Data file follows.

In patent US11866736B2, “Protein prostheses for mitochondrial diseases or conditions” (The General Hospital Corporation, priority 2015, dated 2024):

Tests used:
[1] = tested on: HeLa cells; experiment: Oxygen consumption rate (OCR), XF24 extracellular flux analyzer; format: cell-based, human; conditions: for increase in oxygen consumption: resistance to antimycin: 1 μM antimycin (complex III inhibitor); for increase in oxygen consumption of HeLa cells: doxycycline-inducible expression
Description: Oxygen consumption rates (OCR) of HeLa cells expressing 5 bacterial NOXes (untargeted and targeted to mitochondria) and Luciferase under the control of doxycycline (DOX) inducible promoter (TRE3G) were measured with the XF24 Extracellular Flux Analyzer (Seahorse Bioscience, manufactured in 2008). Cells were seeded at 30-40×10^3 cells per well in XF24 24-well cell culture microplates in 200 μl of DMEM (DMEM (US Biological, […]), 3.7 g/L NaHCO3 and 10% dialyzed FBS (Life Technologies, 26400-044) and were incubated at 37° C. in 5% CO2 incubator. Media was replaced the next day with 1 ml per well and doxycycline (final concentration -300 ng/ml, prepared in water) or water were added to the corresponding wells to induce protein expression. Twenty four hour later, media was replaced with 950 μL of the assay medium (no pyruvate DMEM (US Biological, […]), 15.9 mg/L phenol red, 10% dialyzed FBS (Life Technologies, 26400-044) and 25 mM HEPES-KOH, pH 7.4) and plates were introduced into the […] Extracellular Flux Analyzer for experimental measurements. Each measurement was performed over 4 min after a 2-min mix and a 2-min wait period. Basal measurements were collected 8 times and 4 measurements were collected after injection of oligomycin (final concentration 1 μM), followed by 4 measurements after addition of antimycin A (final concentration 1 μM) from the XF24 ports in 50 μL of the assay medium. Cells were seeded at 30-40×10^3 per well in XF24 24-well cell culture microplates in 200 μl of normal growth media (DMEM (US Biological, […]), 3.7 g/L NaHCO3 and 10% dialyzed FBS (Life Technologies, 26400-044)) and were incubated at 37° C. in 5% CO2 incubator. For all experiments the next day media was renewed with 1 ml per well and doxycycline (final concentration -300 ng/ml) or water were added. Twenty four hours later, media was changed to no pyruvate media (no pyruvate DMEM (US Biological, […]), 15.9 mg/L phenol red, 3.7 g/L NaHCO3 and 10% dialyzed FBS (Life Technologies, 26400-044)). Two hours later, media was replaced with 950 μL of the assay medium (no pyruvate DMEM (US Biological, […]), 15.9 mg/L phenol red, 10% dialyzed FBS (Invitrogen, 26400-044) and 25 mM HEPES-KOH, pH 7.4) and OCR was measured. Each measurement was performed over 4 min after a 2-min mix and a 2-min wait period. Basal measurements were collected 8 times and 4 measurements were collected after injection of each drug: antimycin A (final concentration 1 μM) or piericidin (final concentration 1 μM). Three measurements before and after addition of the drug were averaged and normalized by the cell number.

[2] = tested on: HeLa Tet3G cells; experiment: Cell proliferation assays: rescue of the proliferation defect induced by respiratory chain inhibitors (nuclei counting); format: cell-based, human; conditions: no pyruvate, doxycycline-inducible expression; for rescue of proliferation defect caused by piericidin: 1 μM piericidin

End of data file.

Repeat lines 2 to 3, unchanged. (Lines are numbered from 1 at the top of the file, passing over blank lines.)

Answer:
Tests used:
[1] = tested on: HeLa cells; experiment: Oxygen consumption rate (OCR), XF24 extracellular flux analyzer; format: cell-based, human; conditions: for increase in oxygen consumption: resistance to antimycin: 1 μM antimycin (complex III inhibitor); for increase in oxygen consumption of HeLa cells: doxycycline-inducible expression